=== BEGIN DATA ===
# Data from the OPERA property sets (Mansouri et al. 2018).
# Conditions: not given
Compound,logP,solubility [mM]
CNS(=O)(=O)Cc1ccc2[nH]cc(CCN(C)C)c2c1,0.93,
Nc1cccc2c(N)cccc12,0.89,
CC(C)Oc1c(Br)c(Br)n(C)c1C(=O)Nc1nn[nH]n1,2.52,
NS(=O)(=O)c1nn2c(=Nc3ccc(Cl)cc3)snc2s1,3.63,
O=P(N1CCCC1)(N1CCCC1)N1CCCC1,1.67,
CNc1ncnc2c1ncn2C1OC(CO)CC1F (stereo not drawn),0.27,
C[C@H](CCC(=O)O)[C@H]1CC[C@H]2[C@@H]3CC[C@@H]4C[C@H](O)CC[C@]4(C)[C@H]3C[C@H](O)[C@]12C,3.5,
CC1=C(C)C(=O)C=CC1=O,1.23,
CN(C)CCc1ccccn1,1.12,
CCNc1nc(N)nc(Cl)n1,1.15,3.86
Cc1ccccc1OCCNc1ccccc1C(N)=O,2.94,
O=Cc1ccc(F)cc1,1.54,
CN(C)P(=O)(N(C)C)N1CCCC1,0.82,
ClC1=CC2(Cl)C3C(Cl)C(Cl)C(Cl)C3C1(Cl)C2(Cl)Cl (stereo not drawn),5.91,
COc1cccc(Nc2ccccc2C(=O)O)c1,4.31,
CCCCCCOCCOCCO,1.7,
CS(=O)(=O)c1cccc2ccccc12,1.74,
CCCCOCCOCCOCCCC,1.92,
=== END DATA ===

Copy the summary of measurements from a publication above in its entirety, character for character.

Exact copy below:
# Data from the OPERA property sets (Mansouri et al. 2018).
# Conditions: not given
Compound,logP,solubility [mM]
CNS(=O)(=O)Cc1ccc2[nH]cc(CCN(C)C)c2c1,0.93,
Nc1cccc2c(N)cccc12,0.89,
CC(C)Oc1c(Br)c(Br)n(C)c1C(=O)Nc1nn[nH]n1,2.52,
NS(=O)(=O)c1nn2c(=Nc3ccc(Cl)cc3)snc2s1,3.63,
O=P(N1CCCC1)(N1CCCC1)N1CCCC1,1.67,
CNc1ncnc2c1ncn2C1OC(CO)CC1F (stereo not drawn),0.27,
C[C@H](CCC(=O)O)[C@H]1CC[C@H]2[C@@H]3CC[C@@H]4C[C@H](O)CC[C@]4(C)[C@H]3C[C@H](O)[C@]12C,3.5,
CC1=C(C)C(=O)C=CC1=O,1.23,
CN(C)CCc1ccccn1,1.12,
CCNc1nc(N)nc(Cl)n1,1.15,3.86
Cc1ccccc1OCCNc1ccccc1C(N)=O,2.94,
O=Cc1ccc(F)cc1,1.54,
CN(C)P(=O)(N(C)C)N1CCCC1,0.82,
ClC1=CC2(Cl)C3C(Cl)C(Cl)C(Cl)C3C1(Cl)C2(Cl)Cl (stereo not drawn),5.91,
COc1cccc(Nc2ccccc2C(=O)O)c1,4.31,
CCCCCCOCCOCCO,1.7,
CS(=O)(=O)c1cccc2ccccc12,1.74,
CCCCOCCOCCOCCCC,1.92,